Bill Ackman is no spurned lover.
The billionaire investor confirmed his blank-check company tried to strike a deal with IPO-bound Airbnb, but early-stage talks broke off after Airbnb filed confidentially to go public last month.
So, what happened?
“I wouldn’t use the word rebuff,” Ackman told Bloomberg TV.
Ackman’s Pershing Square Tontine Holdings is the largest-ever SPAC and it’s been courting companies since raising $4 billion in July. Ackman said he’s a fan of Airbnb — at least from the outside — but didn’t get a look at the company’s financials.
“We didn’t do a deep enough dive, frankly, to determine whether it’s a business we’d want to own and at what price we’d want to own it,” he said. He said Airbnb hasn’t ruled out a deal with a special purpose acquisition company but is leaning toward a traditional IPO.
If it does, Airbnb is likely to go on a virtual IPO roadshow to drum up support from potential investors. For many suitors, the moment is a long time coming.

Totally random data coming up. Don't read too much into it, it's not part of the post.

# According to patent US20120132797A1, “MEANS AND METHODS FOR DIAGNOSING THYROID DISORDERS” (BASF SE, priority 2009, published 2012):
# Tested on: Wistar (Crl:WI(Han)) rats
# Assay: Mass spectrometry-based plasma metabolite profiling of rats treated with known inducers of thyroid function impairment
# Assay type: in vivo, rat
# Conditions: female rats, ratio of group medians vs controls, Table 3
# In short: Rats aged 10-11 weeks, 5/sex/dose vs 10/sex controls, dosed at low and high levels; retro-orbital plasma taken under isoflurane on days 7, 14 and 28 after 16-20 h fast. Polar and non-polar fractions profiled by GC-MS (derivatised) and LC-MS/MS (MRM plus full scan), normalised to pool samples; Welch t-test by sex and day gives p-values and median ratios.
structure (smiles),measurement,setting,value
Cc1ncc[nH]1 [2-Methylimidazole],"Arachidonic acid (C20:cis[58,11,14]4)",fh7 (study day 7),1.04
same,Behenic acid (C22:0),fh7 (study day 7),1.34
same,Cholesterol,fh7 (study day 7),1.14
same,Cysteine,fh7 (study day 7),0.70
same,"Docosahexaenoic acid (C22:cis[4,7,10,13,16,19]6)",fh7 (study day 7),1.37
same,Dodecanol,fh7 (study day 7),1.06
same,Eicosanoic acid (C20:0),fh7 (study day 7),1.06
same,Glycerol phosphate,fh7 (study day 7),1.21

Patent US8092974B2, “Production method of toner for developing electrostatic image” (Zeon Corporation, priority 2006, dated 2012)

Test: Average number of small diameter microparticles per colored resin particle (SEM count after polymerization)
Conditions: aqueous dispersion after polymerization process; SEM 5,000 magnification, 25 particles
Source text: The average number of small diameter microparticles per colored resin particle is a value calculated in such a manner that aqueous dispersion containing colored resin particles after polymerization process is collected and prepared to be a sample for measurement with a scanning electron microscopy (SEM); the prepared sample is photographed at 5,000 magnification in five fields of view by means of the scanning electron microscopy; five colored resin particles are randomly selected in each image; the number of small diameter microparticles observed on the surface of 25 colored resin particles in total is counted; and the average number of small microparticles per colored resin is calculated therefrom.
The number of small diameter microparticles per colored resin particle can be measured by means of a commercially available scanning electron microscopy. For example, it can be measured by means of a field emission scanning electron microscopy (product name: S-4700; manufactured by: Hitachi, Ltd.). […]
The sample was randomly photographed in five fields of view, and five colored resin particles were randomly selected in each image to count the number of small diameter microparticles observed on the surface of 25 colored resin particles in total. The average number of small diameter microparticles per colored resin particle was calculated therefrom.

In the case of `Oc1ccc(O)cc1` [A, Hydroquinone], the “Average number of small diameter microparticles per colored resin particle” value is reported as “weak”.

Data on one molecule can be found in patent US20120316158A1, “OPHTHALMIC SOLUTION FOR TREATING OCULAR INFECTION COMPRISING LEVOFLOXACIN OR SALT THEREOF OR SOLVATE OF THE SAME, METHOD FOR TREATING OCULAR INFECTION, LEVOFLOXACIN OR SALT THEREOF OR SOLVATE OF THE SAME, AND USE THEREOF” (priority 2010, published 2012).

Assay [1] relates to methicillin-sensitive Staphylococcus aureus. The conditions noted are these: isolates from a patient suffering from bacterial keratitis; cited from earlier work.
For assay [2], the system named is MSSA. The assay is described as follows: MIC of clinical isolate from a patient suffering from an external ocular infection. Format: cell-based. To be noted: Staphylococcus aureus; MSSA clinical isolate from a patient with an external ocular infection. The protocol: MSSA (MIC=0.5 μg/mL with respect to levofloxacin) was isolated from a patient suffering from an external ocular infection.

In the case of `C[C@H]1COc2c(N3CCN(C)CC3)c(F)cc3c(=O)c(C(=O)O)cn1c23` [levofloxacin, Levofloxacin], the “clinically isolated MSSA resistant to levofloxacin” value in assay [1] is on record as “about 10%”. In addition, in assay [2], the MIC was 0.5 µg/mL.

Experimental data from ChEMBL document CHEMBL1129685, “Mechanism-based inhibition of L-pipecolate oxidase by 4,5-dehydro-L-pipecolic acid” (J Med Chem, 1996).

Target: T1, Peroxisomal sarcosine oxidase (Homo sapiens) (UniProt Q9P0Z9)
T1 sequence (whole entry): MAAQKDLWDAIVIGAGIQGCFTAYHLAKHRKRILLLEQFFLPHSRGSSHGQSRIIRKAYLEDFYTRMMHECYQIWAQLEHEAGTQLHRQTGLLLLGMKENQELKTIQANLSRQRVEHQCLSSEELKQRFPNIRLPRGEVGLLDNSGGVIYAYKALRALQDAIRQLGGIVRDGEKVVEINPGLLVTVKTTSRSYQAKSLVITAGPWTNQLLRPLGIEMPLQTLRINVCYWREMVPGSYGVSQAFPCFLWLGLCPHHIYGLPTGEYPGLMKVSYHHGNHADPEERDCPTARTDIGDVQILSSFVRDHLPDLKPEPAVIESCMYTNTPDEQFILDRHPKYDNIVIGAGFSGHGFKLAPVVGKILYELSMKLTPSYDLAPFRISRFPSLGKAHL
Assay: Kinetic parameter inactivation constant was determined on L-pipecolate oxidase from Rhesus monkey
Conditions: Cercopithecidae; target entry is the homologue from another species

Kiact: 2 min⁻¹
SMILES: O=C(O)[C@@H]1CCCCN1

Under pressure to go public from early employees, Airbnb initially targeted a March IPO, but paused when the pandemic cost it $1 billion in bookings. In April, it secured $2 billion in debt and equity. Although it laid off 2,000 employees in May, Airbnb has benefited from a travel rebound this summer.
Ackman said a SPAC deal would give Airbnb the certainty of an IPO at a given valuation.
Airbnb was last valued at $18 billion, down from $31 billion in 2017. It generated $4.8 billion in 2019 revenue but lost $322 million during the first nine months of last year. In 2020, its second-quarter revenue dropped 67 percent to $335 million.
“You don’t give up anything by doing a deal with us,” said Ackman.
Companies that do traditional public offerings, he noted, don’t set the share price until the last day of their roadshow. “You’re taking ‘Behind door No. 3’ as opposed to the bird in hand, so to speak,” he said.
[Bloomberg TV] — E.B. Solomont